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National
Woman cited as Obamacare success story now won't receive tax credits
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Woman cited as Obamacare success story now won't receive tax credits

Woman cited as Obamacare success story now won't receive tax credits

Woman cited as Obamacare success story now won't receive tax credits

A Washington woman, whom President Barack Obama quoted as an example of someone finally getting coverage under the Affordable Health Care Act, is now choosing to forgo insurance because her tax credit was miscalculated.

On Oct. 21, Obama read Jessica Sanford's email in a Rose Garden speech, describing how she would be able to afford health insurance for the first time in 15 years.

The Washington health care exchange at www.wahealthplanfinder.org had used a different file format than the federal government when communicating salary numbers. Therefore, 8,000 people, including Jessica Sanford, received letters notifying them of miscalculated tax credits.

The average premium increase was $100 more than initially quoted. Higher salaried applicants were affected more than lower income applicants.

Sanford said she makes less than $50,000 a year, and she raises a teenage son with ADHD. Seattle television station KIRO found documents showing she filed for Chapter 7 bankruptcy recently.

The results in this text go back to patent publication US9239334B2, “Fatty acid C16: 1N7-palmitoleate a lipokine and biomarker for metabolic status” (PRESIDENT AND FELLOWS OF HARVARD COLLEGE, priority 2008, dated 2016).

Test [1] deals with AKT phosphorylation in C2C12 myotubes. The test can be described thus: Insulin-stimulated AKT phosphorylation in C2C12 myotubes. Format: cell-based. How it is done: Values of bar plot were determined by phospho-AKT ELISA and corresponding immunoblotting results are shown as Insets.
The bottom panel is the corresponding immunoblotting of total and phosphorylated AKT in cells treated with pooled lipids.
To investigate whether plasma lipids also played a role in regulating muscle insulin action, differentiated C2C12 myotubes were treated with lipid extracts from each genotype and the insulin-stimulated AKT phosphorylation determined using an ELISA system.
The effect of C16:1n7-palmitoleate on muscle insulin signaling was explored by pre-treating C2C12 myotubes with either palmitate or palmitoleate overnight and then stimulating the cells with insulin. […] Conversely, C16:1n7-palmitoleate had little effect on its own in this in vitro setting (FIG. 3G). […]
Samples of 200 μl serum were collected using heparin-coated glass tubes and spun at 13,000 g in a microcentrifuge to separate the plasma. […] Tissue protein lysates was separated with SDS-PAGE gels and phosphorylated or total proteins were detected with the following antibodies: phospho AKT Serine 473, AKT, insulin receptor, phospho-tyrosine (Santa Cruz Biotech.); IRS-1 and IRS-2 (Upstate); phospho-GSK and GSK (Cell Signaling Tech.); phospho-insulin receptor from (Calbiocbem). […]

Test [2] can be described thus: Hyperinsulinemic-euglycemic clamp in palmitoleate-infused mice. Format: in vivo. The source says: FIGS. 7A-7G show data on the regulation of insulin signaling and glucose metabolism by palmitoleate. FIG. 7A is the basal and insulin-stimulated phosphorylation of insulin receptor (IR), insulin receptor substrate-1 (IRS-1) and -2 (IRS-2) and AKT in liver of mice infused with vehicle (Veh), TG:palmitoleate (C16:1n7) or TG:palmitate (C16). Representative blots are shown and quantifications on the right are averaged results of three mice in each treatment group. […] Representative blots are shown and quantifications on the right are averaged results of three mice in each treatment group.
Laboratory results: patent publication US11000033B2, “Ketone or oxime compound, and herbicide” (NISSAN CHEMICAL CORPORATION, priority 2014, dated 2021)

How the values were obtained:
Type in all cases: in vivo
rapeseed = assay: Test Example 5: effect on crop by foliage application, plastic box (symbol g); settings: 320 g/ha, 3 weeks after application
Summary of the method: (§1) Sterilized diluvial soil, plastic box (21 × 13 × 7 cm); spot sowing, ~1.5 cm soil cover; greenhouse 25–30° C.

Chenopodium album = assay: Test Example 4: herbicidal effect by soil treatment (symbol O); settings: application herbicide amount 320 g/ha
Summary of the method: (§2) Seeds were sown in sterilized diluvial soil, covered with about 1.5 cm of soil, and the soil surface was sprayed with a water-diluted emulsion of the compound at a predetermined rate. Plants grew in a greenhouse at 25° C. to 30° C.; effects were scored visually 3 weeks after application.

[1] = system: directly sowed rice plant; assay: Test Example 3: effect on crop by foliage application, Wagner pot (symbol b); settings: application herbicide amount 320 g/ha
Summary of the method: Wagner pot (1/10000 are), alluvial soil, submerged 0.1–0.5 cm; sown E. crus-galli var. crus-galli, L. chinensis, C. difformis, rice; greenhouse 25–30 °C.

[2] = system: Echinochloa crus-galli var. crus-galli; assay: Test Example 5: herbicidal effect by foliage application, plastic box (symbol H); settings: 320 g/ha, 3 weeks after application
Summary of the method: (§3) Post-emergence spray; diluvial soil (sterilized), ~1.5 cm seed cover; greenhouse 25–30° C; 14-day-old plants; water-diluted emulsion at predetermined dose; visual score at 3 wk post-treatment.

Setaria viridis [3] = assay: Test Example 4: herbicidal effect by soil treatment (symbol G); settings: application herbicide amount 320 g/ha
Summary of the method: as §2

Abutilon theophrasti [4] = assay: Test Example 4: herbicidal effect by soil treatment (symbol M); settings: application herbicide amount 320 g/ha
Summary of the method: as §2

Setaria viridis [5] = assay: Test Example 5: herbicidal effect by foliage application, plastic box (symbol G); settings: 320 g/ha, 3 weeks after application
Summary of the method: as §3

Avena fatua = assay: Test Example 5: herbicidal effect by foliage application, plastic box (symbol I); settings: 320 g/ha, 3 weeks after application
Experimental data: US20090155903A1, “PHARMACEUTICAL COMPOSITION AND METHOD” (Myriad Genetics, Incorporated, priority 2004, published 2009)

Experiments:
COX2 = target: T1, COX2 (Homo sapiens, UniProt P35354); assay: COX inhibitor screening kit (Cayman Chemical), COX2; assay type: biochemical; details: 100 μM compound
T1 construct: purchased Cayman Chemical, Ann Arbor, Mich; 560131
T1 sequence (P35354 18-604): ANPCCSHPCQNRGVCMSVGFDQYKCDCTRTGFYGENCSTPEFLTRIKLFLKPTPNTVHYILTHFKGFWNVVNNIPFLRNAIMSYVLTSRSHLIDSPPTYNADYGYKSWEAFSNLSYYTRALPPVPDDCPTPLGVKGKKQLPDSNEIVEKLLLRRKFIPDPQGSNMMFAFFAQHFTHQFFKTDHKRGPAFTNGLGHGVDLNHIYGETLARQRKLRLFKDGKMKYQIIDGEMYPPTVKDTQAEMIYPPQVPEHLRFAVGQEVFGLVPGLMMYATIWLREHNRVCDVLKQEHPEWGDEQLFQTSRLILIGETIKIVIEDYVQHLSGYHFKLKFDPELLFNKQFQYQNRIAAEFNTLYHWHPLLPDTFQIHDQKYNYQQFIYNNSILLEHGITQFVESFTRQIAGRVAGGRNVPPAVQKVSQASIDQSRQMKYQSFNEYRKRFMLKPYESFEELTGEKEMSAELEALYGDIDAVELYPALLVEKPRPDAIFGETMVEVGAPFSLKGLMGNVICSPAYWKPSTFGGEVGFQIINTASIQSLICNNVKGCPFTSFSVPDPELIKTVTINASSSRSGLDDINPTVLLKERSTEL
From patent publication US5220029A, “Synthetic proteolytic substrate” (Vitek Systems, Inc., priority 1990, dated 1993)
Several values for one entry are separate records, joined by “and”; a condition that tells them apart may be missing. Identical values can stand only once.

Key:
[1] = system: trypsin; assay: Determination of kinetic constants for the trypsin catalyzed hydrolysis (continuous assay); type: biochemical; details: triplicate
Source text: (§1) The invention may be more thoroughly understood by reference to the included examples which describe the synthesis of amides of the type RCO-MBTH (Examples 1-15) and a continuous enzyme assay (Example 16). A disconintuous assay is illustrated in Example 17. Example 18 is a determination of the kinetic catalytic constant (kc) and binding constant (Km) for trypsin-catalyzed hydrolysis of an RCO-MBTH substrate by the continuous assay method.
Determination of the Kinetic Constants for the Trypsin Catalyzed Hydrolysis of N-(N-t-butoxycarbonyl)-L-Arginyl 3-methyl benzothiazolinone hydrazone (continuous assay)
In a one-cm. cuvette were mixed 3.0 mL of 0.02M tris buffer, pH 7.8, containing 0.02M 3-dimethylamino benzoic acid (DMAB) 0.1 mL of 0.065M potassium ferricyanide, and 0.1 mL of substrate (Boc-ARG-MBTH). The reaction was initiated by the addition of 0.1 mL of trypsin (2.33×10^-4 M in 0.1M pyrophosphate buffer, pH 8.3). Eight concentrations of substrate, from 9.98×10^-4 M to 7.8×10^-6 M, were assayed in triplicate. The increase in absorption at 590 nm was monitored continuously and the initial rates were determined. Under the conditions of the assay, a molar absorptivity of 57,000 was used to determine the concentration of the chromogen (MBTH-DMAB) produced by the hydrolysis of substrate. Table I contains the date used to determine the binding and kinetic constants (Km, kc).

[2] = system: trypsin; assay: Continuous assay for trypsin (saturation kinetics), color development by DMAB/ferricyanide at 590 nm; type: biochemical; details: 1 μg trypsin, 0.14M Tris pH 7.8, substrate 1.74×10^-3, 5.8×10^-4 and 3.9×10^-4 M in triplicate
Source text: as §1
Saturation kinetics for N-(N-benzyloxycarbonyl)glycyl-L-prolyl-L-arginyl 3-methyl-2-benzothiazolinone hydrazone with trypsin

Yet Sanford received one letter, then another, from Washington Healthplan Finder, explaining that the correct calculation shows she should not be receiving any subsidies at all.

This week, Sanford told CNN, "It was a huge disappointment, especially since my story had been shared by the president. I just felt really embarrassed that he had quoted my story, and then come to find our Washington Healthplan Finder, the website here in our state had grossly miscalculated, or they're having a problem figuring their tax credits."

Sanford told CNN she makes more than the cutoff for tax credits, but not enough to feel she can afford a full-priced health plan.
"It was like riding a big roller coaster," Sanford said. "They have my credit card, they have the payment date, and once again, I'm knocked down, and this time it's to zero."

She added, "And at my rate of pay, with my family size, I don't understand why I wouldn't get at least a little help with a tax credit."
She wrote on the Washington Healthplan Finder's Facebook page to express her frustration. She also complained of difficulty in getting through to a person for help.

That sentiment was echoed by many who posted comments in the last week.

A spokesperson for the health care exchange said they are currently hiring 145 more people to answer calls, which will nearly double their call center staff.

As for the two letters sent to Sanford, the spokesperson said that was in error.

The correct calculation for Sanford's income, based on her household size, results in her not receiving tax credits.

Staff in Olympia called Sanford personally to apologize and to walk her through the process in understanding her lack of eligibility.

Sanford told CNN someone from the White House also called to offer her any assistance needed.

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